For Immediate Release
Media Contact: Bob Cooper
Date: March 8, 2006
Cigarette Sales In The U.S. Reach Historic 55-Year Low
(Washington, D.C.) - Attorney General Lawrence Wasden announced today a historic drop in the number of cigarettes sold in the United States last year. According to figures compiled by the Tobacco Tax Bureau of the United States Department of the Treasury, cigarette sales in 2005 declined by 4.2% from 2004 levels, marking the largest one-year percentage decrease in cigarette sales since 1999.
Wasden, co-chair of the National Association of Attorneys General Tobacco Committee, made the announcement at a news conference this morning in Washington, D.C.
The 2005 sales figures continue the unprecedented long-term decline in cigarette smoking that began with the settlement of lawsuits brought by state attorneys general against the major tobacco companies. Cigarette sales in the United States have fallen by more than 21% since the state attorneys general negotiated the landmark 1998 tobacco Master Settlement Agreement (MSA), which imposed public health restrictions on the advertising, promotion and marketing of cigarettes by tobacco companies.
The 378 billion cigarettes sold in the United States in 2005 represented the lowest number of cigarettes sold in the United States since 1951. This decline is even more impressive because the United States population has more than doubled since that time.
“The continuing long-term decline shows that the MSA and the other tobacco state settlement agreements have made a difference,” Attorney General Wasden said. “The decline in 2005 was one of the largest single-year declines in history and is evidence that the long-term downward trend is continuing. In the years immediately prior to the states’ settlement agreement, cigarette sales in the United States had reached a plateau. By contrast, the eight-year, 21% decline in cigarette sales since the MSA is unprecedented.”
The MSA created a broad array of restrictions on the advertising, marketing and promotion of cigarettes. It prohibited targeting youth with cigarette advertising. It also prohibited outdoor advertising of cigarettes and advertising cigarettes in public transit facilities, the use of cigarette brand names on merchandise and a host of other restrictions. The payment provisions of the MSA were designed to compensate the states, in part, for the billions of dollars in health care costs associated with treating tobacco-related diseases under state Medicaid programs.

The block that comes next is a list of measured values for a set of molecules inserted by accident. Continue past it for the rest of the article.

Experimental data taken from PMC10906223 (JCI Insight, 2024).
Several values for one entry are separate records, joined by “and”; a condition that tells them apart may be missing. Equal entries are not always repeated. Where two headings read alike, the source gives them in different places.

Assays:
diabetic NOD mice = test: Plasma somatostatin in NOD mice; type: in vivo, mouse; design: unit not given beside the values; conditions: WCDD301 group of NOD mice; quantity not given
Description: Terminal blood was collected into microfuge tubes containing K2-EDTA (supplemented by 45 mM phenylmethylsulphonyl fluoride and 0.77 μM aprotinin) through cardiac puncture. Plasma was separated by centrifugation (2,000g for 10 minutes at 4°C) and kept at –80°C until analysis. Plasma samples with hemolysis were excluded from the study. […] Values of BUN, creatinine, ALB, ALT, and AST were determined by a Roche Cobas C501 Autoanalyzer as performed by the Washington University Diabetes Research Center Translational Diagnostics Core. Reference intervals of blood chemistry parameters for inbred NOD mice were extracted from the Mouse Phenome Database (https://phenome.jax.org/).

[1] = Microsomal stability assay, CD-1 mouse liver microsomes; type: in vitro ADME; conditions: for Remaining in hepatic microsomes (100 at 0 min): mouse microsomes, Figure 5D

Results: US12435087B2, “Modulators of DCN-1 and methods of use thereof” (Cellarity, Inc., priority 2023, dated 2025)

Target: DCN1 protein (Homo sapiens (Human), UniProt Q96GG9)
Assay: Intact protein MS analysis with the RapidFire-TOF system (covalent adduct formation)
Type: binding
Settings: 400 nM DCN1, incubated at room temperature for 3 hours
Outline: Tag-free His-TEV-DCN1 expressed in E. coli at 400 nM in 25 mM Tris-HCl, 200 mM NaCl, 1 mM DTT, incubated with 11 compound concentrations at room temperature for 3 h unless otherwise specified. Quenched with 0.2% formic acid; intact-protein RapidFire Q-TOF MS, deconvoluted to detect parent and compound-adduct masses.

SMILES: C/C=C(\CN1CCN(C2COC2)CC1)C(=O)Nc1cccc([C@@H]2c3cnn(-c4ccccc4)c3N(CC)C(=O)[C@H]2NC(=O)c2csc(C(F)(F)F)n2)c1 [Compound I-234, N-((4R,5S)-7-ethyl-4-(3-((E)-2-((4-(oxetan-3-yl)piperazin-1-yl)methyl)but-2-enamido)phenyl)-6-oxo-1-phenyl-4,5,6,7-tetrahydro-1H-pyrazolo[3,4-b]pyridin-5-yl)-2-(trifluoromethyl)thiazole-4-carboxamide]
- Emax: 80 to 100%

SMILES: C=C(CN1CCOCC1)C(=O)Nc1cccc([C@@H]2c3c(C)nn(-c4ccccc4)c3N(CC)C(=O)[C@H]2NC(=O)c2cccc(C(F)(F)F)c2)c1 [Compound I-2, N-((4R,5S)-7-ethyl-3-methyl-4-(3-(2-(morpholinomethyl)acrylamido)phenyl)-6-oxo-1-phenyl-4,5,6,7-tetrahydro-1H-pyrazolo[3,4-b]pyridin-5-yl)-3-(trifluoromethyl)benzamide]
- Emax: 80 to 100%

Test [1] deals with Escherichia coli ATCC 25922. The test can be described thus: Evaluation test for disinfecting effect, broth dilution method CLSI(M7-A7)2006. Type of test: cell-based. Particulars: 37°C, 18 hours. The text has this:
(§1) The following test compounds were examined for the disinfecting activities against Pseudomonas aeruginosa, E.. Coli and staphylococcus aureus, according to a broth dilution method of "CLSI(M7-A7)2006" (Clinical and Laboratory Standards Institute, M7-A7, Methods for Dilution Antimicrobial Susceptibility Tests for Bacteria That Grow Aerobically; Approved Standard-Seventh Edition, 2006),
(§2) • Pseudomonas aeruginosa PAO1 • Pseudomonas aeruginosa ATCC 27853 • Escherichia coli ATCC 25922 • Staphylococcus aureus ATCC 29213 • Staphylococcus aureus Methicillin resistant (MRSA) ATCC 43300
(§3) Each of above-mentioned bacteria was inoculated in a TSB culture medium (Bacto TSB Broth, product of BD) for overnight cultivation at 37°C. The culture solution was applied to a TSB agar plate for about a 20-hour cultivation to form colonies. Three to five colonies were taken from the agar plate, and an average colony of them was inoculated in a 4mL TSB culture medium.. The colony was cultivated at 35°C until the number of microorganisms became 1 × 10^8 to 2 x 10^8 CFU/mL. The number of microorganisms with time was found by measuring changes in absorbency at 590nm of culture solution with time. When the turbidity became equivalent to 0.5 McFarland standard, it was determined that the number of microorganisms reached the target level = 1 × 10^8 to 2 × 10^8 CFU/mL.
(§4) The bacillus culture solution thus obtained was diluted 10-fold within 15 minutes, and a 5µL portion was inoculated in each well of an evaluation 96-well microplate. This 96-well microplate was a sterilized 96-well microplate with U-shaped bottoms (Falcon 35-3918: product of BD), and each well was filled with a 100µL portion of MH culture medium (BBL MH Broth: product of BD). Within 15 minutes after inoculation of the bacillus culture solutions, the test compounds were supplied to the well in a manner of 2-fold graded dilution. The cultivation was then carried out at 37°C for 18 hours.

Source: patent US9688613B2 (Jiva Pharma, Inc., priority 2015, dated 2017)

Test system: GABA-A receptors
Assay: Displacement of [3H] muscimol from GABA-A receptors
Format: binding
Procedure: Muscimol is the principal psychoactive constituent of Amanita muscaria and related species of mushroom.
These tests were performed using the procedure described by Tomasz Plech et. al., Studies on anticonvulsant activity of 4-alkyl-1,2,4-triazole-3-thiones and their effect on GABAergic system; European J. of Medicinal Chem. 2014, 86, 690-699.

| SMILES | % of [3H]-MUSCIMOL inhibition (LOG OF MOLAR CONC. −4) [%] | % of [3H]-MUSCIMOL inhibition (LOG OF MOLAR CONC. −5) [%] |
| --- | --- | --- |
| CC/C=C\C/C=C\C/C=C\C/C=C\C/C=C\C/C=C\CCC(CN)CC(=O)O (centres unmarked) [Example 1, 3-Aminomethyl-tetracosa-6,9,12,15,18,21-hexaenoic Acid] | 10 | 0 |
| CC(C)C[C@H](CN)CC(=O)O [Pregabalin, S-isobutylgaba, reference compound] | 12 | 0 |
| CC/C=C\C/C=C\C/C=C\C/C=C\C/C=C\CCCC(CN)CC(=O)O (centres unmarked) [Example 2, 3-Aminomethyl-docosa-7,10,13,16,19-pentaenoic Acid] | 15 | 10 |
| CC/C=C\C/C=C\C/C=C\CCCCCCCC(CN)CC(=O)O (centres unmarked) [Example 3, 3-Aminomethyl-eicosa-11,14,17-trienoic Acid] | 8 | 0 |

“The work of the attorneys general in negotiating the tobacco MSA focused attention on the conduct of the tobacco companies and the dangers of cigarette smoking,” said Iowa Attorney General Tom Miller, co-chair of the National Association of Attorneys General Tobacco Committee. “The continued enforcement efforts of the MSA’s provisions by attorneys general, along with other health advocates, have made a marked difference in the number of smokers across the country, particularly among youth.”
“The states have been accused of becoming addicted to tobacco settlement money and wanting to keep cigarette sales high in order to maximize their revenues,” Miller said, “but nothing could be farther from the truth. In fact, the costs imposed on the states to treat cigarette-related diseases far exceed the revenues the states get from the settlement proceeds and taxes. The states applaud the decline in cigarette sales and have worked hard and effectively to bring this result about.”
Attorneys general have also directly addressed the issue of youth tobacco use by aggressively enforcing the settlement agreements against violations by the tobacco companies – such as Brown & Williamson’s “Kool Mixx” marketing campaign that sought to use hip-hop culture to promote cigarettes; pursuing agreements with major retailers to ensure that they do not sell tobacco products to underage persons; and suing Internet tobacco vendors who sell tobacco products without verifying the age of their purchasers. Recently, the State of Vermont sued Reynolds American Tobacco Company, alleging that advertising of its Eclipse brand was making health claims that could not be substantiated. That suit is pending.
“In addition, through the combined efforts of our public health community and the work of the American Legacy Foundation and its truth campaign, we’re seeing increased public awareness through vigorous anti-smoking campaign advertising and educational outreach,” said Idaho Attorney General Lawrence Wasden, co-chair of the NAAG Tobacco Committee and Treasurer of the American Legacy Foundation. The MSA created the American Legacy Foundation, funded by payments from the tobacco companies, to promote awareness of the health effects of tobacco.
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